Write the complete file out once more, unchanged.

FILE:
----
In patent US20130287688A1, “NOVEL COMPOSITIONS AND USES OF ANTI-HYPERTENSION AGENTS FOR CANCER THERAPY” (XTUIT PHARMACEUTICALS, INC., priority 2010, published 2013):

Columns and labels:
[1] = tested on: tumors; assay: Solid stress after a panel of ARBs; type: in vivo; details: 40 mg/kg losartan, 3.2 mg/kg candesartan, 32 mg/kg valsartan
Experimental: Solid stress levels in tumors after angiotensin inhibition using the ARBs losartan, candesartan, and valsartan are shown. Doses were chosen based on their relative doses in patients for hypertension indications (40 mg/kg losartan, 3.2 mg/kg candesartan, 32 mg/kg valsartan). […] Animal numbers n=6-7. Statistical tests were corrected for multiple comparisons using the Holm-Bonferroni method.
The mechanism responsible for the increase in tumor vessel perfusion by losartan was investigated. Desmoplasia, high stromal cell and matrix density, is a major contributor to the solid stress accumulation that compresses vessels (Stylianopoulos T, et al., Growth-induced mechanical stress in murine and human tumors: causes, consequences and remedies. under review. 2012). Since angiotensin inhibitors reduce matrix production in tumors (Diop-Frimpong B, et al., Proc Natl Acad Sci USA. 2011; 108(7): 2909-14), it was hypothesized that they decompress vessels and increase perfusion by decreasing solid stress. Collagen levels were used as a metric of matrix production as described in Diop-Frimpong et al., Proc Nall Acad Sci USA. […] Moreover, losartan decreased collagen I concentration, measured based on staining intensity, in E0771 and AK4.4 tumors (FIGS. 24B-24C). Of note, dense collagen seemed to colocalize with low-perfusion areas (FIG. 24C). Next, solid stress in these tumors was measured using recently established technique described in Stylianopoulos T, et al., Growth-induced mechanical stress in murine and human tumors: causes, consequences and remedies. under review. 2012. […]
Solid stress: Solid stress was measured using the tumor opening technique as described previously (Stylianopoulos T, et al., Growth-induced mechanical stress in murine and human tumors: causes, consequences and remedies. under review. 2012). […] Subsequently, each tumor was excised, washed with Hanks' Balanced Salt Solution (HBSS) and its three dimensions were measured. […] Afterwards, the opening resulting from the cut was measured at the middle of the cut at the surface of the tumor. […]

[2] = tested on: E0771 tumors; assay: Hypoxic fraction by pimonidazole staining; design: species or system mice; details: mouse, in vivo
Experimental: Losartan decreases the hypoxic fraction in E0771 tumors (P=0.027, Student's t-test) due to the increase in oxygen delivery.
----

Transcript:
In patent US20130287688A1, “NOVEL COMPOSITIONS AND USES OF ANTI-HYPERTENSION AGENTS FOR CANCER THERAPY” (XTUIT PHARMACEUTICALS, INC., priority 2010, published 2013):

Columns and labels:
[1] = tested on: tumors; assay: Solid stress after a panel of ARBs; type: in vivo; details: 40 mg/kg losartan, 3.2 mg/kg candesartan, 32 mg/kg valsartan
Experimental: Solid stress levels in tumors after angiotensin inhibition using the ARBs losartan, candesartan, and valsartan are shown. Doses were chosen based on their relative doses in patients for hypertension indications (40 mg/kg losartan, 3.2 mg/kg candesartan, 32 mg/kg valsartan). […] Animal numbers n=6-7. Statistical tests were corrected for multiple comparisons using the Holm-Bonferroni method.
The mechanism responsible for the increase in tumor vessel perfusion by losartan was investigated. Desmoplasia, high stromal cell and matrix density, is a major contributor to the solid stress accumulation that compresses vessels (Stylianopoulos T, et al., Growth-induced mechanical stress in murine and human tumors: causes, consequences and remedies. under review. 2012). Since angiotensin inhibitors reduce matrix production in tumors (Diop-Frimpong B, et al., Proc Natl Acad Sci USA. 2011; 108(7): 2909-14), it was hypothesized that they decompress vessels and increase perfusion by decreasing solid stress. Collagen levels were used as a metric of matrix production as described in Diop-Frimpong et al., Proc Nall Acad Sci USA. […] Moreover, losartan decreased collagen I concentration, measured based on staining intensity, in E0771 and AK4.4 tumors (FIGS. 24B-24C). Of note, dense collagen seemed to colocalize with low-perfusion areas (FIG. 24C). Next, solid stress in these tumors was measured using recently established technique described in Stylianopoulos T, et al., Growth-induced mechanical stress in murine and human tumors: causes, consequences and remedies. under review. 2012. […]
Solid stress: Solid stress was measured using the tumor opening technique as described previously (Stylianopoulos T, et al., Growth-induced mechanical stress in murine and human tumors: causes, consequences and remedies. under review. 2012). […] Subsequently, each tumor was excised, washed with Hanks' Balanced Salt Solution (HBSS) and its three dimensions were measured. […] Afterwards, the opening resulting from the cut was measured at the middle of the cut at the surface of the tumor. […]

[2] = tested on: E0771 tumors; assay: Hypoxic fraction by pimonidazole staining; design: species or system mice; details: mouse, in vivo
Experimental: Losartan decreases the hypoxic fraction in E0771 tumors (P=0.027, Student's t-test) due to the increase in oxygen delivery.